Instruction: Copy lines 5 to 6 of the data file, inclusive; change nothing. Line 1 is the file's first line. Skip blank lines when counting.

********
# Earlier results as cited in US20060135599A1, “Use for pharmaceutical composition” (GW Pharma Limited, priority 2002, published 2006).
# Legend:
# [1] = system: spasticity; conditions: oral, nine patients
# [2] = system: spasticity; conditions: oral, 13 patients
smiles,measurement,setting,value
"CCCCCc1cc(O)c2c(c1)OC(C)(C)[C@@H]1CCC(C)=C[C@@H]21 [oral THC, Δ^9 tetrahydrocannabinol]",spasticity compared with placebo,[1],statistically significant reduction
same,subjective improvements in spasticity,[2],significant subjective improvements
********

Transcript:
smiles,measurement,setting,value
"CCCCCc1cc(O)c2c(c1)OC(C)(C)[C@@H]1CCC(C)=C[C@@H]21 [oral THC, Δ^9 tetrahydrocannabinol]",spasticity compared with placebo,[1],statistically significant reduction